Law enforcement and intelligence agencies are increasingly asking for “Encryption backdoors” to intercept or access encrypted communications to help ‘catch the bad guys’ themselves, or order companies to do it for them. This not only weakens the global Internet infrastructure; it also puts the lives of human rights defenders at greater risk of harm. Here’s how:

  • Forced weakness weakens us all: Any point of entry to a secure service is a weakness. Encryption backdoors  puts private information and conversations at risk because it allows government access to your private information, but simultaneously creates a doorway for bad actors through the same entry point. There is no digital lock that only the ‘good guys’ can open and others cannot.

  • Criminality is subjective: While authorities may argue that encryption backdoors can help catch criminals, in far too many countries insufficient rule-of-law standards result in genuine human rights defenders being prosecuted and harassed by authorities. Advocacy groups and humanitarian actors in some countries can be subject to prison, torture and even the death penalty for drawing attention to human rights abuses and exercising their freedom of expression. Without encryption, advocates living in or traveling to these countries may not be able to safely and comfortably advocate for victims of abuse and would be left vulnerable to prosecution and persecution.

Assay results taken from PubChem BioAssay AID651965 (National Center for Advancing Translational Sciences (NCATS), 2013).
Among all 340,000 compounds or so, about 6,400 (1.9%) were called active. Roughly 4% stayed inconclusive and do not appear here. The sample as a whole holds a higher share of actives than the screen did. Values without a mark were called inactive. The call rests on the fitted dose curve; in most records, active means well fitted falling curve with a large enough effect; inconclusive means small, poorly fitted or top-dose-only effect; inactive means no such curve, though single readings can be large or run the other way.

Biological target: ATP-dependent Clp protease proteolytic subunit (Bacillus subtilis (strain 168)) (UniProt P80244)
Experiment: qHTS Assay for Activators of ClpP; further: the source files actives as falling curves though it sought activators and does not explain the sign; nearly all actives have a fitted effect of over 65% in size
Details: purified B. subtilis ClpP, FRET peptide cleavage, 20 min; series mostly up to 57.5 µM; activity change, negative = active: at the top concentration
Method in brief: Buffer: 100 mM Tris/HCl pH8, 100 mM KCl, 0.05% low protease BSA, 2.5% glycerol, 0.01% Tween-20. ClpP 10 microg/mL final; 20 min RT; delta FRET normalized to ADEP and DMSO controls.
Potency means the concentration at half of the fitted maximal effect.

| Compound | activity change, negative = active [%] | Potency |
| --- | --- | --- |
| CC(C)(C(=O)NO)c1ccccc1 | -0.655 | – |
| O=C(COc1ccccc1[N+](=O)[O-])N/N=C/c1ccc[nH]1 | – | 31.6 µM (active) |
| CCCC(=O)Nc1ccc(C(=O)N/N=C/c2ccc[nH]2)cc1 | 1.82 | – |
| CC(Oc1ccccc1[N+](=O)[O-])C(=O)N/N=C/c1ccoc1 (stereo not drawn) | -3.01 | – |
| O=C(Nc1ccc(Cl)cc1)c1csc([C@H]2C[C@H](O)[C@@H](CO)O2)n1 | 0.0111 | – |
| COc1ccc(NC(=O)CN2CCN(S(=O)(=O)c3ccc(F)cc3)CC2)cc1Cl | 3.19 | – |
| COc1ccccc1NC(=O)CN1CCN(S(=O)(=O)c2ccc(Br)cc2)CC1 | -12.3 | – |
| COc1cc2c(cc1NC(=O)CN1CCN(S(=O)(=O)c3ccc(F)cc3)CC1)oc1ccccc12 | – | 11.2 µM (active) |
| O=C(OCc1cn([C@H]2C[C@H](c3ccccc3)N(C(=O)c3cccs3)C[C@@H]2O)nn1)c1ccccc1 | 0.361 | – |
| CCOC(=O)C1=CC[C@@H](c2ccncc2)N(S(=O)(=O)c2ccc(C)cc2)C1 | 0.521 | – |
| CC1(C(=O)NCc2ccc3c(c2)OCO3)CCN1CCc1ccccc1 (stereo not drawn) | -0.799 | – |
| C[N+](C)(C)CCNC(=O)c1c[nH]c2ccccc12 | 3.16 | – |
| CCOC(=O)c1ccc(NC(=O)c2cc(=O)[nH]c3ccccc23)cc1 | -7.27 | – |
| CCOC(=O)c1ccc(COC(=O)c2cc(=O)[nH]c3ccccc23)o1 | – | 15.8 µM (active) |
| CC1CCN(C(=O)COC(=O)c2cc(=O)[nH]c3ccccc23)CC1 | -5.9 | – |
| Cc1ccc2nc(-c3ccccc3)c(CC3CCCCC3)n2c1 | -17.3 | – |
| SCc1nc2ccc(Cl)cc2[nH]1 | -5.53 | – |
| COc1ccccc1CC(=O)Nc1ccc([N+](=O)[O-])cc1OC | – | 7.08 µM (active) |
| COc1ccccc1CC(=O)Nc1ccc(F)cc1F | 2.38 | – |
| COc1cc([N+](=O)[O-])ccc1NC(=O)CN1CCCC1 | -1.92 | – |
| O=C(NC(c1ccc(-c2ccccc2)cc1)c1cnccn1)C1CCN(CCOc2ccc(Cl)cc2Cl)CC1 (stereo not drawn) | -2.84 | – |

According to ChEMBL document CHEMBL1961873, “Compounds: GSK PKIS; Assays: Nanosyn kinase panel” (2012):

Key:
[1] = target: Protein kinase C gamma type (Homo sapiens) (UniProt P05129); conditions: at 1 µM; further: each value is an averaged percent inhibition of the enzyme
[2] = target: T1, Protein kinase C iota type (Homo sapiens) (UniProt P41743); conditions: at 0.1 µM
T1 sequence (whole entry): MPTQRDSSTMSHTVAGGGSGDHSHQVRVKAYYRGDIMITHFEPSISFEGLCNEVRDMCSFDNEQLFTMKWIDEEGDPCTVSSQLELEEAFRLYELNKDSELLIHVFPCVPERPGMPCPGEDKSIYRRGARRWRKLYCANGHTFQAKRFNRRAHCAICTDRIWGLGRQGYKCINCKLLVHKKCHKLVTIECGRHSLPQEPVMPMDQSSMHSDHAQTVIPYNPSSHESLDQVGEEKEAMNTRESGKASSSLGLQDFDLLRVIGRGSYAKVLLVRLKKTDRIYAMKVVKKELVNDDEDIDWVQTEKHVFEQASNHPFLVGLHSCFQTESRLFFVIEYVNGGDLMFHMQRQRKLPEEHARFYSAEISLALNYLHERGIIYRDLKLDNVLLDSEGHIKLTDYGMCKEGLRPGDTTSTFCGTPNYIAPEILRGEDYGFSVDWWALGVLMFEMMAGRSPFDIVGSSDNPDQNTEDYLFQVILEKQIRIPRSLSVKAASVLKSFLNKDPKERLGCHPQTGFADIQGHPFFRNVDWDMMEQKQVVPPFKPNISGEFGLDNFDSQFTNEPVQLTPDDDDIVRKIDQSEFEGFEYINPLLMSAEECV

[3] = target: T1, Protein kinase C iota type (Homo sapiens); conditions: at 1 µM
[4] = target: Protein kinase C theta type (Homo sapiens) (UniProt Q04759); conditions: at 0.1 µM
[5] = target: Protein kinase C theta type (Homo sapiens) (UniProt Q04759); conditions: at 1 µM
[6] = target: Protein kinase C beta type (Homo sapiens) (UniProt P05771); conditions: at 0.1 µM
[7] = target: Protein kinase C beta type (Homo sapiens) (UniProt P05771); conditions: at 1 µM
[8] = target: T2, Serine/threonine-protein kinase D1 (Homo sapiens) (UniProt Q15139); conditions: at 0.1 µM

• Lack of encryption can erode the mechanisms for holding power to account: If advocacy groups do not have a secure way of performing their work, they may opt to not pursue high profile issues due to the potential backlash, scrutiny, and harassment they may receive. A healthy democratic nation needs a strong and vocal community to bring attention to the societal impact of the actions of governments, institutions, companies, and other powerful actors.

Protect Encryption, Protect Yourself

Protect our strongest digital tools to keep people safe online. Both advocacy groups and the public need to be safe online in order to hold governments and institutions accountable, tell important and impactful stories, and promote healthy democracies.